My Journey to Becoming a Government-Issued Authorised Minister of the State
There are two common questions I’m asked whenever I meet with a new couple. The first is: “Paul, you have a wonderful body. What do you bench? Do you kettlebell?”
The actual, real question they ask is why I became a celebrant.
It’s a fine question. And I thank them for asking.
I’ve always loved public speaking. It’s a nerve-racking, lunch-spewing thrill. And I dig it. My ex-girlfriend Sandy from St Kilda East used to say: “Paul, life begins at the end of your comfort zone.”
It’s a great quote. Hello to Sandy if you’re reading.
In school we used to do what’s called a Beaumont Oratory. We’d choose a topic and get up in front of the class to discuss it.
Lots of kids hated it and would skip class to go make-out behind the portables.
I loved it. Mostly because I’d get up there and run through every win the Melbourne footy club had that year, including best players, goal kickers and how many pies I ate. I was a tubby kid and enjoyed pastry.
It had nothing to do with the assessment, but boy I had fun. I also had no-one to make-out with so I didn't really have a choice.
My fondness for the spoken word led to a two-year spell as a stand-up comedian.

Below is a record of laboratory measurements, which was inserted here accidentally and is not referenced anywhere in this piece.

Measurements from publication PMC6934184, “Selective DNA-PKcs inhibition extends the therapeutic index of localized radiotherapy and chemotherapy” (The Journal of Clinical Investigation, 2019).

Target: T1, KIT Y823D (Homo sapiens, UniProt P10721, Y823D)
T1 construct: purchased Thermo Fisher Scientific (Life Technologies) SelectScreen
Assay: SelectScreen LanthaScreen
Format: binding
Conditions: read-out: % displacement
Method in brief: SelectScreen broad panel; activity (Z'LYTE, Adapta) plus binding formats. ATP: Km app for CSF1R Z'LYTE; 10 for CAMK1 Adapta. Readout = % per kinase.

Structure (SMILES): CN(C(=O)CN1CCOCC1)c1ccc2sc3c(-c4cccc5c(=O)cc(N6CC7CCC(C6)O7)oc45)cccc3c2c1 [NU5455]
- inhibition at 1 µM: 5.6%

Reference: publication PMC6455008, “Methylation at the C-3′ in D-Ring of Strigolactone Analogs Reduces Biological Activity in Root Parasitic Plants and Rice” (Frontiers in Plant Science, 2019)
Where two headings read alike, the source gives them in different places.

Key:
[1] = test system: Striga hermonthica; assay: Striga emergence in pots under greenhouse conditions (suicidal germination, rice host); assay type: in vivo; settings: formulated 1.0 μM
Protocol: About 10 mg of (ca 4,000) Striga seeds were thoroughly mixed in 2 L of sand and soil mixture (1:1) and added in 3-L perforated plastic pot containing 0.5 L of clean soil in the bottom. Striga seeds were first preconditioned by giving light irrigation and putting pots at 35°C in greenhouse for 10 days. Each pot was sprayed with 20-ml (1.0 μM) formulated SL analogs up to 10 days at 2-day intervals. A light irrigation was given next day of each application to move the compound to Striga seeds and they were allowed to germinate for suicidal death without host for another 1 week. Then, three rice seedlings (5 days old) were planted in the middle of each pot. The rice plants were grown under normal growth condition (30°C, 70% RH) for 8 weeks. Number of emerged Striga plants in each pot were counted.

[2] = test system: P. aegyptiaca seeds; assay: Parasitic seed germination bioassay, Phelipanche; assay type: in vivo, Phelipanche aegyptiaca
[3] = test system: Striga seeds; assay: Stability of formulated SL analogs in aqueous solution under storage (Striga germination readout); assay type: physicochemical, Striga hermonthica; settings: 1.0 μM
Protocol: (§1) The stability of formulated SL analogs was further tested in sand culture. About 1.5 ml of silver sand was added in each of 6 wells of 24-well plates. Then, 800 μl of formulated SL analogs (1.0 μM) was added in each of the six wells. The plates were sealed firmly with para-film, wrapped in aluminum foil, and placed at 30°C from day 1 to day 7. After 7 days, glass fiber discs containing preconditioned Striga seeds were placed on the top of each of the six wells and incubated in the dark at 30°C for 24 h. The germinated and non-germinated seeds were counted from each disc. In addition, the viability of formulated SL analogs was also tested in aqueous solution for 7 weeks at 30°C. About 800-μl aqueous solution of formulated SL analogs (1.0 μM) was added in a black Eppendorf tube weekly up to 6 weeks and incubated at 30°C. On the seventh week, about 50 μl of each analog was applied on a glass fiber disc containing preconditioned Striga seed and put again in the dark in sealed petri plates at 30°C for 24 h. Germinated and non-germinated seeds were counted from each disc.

It’s a glamorous title. If you’re picturing big rooms with huge crowds, lots of LOLs and heaps of women, you’d be half right.
Actually you wouldn’t be right at all. There were some shows like that (minus the women) but, for the most part, it’s a tough grind. Bombing and getting heckled are two of the worst experiences alongside dandruff and coffee-flavoured ice cream.
The comedy scene in Melbourne is also a very small pond with lots of fish and very little food.
Two wonderful things came out of my time as a comic – it dramatically sharpened my public speaking skills. I also found more things to talk about other than steak and mushroom pies.
This led to many more engagements as an MC. Particularly at weddings.
Soon after I embarked on a journey of spiritual enlightenment. I was approached in a dream and summoned to become a Government-issued celebrant.
Not really. I thought it suited my background and could be more fun than a slurpy in Summer.
And it has been. The most enjoyable aspect of the process is meeting with couples. Apart from a few legal formalities, couples can do whatever they wish.
It makes a welcome change from the ‘sit, stand, kneel, stand, parry, thrust’ of traditional ceremonies.
So that’s my story. It’s not exactly Shawshank Redemption, but it’s something.
I actually forgot to mention; there’s a third question I’m commonly asked by couples - what form of payment I take. It’s cash and eftpos.
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